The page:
I got a little wordy saying it, but the Rays do not develop pitching talent like any other team. They set the standard by which other teams should try to repeat.
    1. Jim H's Avatar
      Jim H -
      Certain things get repeated to the point that they are accepted as truths even when there are numerous counter examples. The Twins are often cited as promoting their prospects too slowly, but I don't believe that is particularly true. Since this thread is about pitching, I will confine my examples to them.

      I believe the Twins try to individualize their promotions to their prospects, there is no one plan fits all. Over the years many pitchers have been pushed very agressively. Radke reached the majors at 21 or 22 skipping AAA altogether. He wasn't even the best starting prospect, Hawkins was and they pitched together at AA. Milton was a very young starter for the Twins. Both Baker and Slowey were college pitchers who got to the majors quite quickly. Crain was a college shortstop who was promoted as a reliever and got to the majors quickly.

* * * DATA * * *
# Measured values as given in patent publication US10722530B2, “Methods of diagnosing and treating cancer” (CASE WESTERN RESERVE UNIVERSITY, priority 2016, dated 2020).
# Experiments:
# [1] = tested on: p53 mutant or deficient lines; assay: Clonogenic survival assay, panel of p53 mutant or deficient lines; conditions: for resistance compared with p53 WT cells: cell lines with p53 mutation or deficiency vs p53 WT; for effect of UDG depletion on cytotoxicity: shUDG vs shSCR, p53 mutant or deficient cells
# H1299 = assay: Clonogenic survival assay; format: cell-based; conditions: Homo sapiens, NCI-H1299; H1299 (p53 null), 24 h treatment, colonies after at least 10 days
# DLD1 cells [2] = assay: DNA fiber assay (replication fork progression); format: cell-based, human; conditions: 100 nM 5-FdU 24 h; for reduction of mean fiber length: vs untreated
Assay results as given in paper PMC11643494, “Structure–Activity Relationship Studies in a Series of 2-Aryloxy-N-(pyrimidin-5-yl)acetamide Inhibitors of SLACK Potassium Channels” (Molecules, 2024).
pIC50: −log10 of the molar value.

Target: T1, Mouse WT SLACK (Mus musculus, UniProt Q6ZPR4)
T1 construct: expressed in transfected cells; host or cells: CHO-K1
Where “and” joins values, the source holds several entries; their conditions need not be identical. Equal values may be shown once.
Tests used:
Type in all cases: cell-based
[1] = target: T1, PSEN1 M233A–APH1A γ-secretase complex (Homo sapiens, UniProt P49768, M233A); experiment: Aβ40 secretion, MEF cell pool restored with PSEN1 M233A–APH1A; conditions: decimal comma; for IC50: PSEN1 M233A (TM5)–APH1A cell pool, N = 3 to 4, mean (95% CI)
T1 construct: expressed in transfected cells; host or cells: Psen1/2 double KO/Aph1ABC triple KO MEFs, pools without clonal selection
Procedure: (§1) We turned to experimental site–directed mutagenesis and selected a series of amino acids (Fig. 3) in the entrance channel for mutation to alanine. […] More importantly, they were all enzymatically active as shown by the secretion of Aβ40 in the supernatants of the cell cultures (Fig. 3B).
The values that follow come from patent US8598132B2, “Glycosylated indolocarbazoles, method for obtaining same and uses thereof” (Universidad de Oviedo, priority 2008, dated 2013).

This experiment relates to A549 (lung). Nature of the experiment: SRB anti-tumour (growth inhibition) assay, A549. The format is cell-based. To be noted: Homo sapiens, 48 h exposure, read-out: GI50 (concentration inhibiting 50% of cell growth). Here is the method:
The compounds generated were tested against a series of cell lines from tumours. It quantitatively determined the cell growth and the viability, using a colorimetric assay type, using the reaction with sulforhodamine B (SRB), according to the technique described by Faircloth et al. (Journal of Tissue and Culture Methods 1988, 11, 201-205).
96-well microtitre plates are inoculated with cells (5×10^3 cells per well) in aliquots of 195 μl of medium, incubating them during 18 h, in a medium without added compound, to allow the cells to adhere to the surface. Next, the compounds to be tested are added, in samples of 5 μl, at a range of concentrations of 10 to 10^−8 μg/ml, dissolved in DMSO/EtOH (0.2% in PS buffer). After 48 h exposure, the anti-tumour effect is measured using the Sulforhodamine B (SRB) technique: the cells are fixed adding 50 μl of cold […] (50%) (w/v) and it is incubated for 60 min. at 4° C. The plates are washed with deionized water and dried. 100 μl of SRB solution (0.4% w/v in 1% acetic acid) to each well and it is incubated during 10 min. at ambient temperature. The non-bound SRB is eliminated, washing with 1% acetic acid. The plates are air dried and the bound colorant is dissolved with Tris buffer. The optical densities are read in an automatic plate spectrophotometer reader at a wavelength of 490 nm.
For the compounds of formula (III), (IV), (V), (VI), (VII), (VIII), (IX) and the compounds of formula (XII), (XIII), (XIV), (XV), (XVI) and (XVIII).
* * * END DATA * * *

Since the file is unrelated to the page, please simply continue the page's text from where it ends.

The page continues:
Liriano was 21 when he got to the majors, Hendriks was 21 or 22. I think the perception that the Twins don't promote quickly is tied to the fact that many top prospects have had injury issues that have slowed their development, and some just haven't been good enough or didn't develop quickly enough to justify quicker promotions. A recent example of this Melotakis, a college pitcher who got to AA in last year in the first full season after being drafted, but then struggled. He was promoted quite aggressively and if he had pitched at AA the way pitched at High A, we would be talking about him pitching for the Twins this year.
    1. Seth Stohs's Avatar
      Seth Stohs -
      Correct... the top prospects, they aren't afraid to move up quickly. Buxton will likely debut at 21. Sano will likely have just turned 21 when he debuts. They, as they should, move guys according to when they're ready to move.
©2014 TwinsCentric, LLC. All Rights Reserved.
Interested in advertising with Twins Daily? Click here.